if (r >= 255):
            r = 0
            r += 5
        buttonRState = False
    # Change the colour setting for green - cycles back to 0 if 255 is reached
    if (buttonGState):
        if (g >= 255):
            g = 0
            g += 5
        buttonGState = False
    # Change the colour setting for blue - cycles back to 0 if 255 is reached
    if (buttonBState):
        if (b >= 255):
            b = 0
            b += 5
        buttonBState = False
    # Send the RGB colour settings to the ZIP LEDs
    for i in range(numLEDs):
        LEDs[i] = (g<<16) + (r<<8) + b # Order is GRB
    ZIPStick.put(LEDs, 8) # RGB is only 24 bits, so get rid of unnecessary 8 bits

Inventors Kit Extra Resources:

Each of the ten experiments has been designed to ease you into coding and physical computing for the for the Raspberry Pi Pico. The experiments have been chosen to cover the key concepts of physical computing and they also increase in difficulty as you progress. This resource has been put together to provide additional information for this experiment and has not been designed to replace the booklet. The majority of the information you will need to perform and understand this experiment is contained in the booklet.

If you are new to coding and physical computing, even the least complex examples can be quite challenging. With this in mind, we created walk-through videos for each of the experiments. Our presenter talks you through the circuit in a way that backs up the information given in the booklet but in a style that some might find easier to absorb. As well as having a video walk-through, each page also contains the code. Although it is always good to tackle the code yourself, it can be handy for testing your circuit quickly. The code has been heavily commented as an extra learning resource. To get the most out of the experiment, once you've tested your circuit have a go at coding the experiment from scratch.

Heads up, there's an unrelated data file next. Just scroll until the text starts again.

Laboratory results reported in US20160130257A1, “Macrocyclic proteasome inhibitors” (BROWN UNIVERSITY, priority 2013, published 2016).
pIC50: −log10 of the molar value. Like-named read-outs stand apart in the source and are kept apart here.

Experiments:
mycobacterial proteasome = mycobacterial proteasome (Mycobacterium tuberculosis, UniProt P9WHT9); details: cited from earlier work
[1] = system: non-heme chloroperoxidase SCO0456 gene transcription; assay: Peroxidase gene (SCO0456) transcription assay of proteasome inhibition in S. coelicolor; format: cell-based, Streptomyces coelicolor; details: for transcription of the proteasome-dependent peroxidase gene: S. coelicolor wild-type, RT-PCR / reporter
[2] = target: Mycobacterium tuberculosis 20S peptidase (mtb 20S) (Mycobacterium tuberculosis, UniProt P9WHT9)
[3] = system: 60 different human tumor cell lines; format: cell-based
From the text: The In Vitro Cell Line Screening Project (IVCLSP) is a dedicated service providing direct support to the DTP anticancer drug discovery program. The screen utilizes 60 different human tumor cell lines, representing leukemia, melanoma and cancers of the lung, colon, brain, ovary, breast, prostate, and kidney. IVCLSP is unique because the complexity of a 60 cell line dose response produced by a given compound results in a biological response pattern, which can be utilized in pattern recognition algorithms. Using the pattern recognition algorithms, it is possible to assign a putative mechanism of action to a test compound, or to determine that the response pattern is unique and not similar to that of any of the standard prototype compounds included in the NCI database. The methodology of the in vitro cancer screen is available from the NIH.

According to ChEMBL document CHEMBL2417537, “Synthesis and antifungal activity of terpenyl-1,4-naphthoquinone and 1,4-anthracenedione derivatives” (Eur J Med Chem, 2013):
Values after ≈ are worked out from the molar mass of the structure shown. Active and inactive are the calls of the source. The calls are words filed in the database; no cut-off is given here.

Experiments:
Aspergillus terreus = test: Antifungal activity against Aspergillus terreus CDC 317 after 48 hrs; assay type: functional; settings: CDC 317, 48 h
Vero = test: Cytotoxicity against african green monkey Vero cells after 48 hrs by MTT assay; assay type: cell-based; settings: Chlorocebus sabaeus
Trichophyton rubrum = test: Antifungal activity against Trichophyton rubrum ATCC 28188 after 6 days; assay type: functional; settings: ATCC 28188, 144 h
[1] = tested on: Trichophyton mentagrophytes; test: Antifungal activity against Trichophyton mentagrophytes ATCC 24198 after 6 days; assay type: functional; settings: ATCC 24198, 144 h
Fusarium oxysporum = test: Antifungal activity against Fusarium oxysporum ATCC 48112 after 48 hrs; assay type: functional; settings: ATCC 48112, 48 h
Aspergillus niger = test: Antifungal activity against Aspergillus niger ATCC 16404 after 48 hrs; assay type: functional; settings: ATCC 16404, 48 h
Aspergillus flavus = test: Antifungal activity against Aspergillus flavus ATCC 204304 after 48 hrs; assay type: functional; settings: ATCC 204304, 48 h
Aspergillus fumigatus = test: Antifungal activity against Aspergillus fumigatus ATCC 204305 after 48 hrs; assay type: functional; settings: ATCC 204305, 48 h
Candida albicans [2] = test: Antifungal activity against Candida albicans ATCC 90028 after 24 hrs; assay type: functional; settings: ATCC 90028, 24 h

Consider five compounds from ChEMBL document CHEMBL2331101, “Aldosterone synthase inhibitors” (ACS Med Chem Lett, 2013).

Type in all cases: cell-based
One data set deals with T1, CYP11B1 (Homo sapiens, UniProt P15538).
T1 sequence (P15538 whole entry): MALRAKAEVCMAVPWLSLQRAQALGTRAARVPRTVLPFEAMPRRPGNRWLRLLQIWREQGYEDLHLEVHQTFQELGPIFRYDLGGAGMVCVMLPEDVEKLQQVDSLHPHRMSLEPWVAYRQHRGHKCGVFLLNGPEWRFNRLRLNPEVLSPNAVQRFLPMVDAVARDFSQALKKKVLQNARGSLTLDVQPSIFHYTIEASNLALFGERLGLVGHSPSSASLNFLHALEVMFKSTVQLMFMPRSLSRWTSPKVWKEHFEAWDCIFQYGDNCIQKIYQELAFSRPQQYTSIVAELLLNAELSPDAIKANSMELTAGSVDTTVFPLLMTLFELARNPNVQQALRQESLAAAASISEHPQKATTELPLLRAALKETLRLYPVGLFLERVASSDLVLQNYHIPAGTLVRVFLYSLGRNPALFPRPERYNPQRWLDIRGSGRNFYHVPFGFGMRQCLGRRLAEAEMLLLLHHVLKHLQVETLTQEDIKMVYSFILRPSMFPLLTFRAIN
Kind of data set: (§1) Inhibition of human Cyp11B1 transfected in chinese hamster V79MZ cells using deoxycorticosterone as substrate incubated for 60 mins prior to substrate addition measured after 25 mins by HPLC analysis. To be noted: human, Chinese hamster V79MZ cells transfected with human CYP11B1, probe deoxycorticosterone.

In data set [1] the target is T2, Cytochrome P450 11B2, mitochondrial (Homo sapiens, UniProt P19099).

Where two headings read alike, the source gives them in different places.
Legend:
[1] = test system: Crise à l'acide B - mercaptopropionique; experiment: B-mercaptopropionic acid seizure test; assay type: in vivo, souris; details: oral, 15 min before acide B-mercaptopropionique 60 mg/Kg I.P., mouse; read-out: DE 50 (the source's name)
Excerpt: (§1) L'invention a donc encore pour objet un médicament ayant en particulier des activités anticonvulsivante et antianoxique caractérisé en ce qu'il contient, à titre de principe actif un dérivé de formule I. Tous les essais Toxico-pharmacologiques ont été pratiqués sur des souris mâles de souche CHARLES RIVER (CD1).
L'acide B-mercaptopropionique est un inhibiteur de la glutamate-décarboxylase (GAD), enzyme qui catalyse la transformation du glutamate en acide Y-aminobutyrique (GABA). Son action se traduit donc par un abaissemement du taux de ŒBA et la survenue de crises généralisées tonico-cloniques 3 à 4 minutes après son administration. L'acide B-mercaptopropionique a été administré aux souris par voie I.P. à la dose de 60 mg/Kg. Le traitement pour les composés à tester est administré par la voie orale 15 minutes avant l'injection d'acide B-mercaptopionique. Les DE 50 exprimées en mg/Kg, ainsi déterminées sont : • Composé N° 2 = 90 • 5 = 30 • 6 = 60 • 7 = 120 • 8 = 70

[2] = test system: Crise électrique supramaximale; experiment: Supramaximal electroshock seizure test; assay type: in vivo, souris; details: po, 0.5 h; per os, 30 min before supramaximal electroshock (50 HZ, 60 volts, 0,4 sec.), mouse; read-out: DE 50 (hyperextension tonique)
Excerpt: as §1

Follow the links in the table below:

Exp No. Experiment Name.
Digital Inputs & Outputs.
Light Sensor & Analog Inputs.
Dimming an LED using a potentiometer.
Using a transistor to drive a motor.
Control a servo with a potentiometer.
Setting the tone with a piezo buzzer.
Using a seven segment display.
Exploring wind power.
Capacitor charge circuit.
Controlling ZIP LEDs.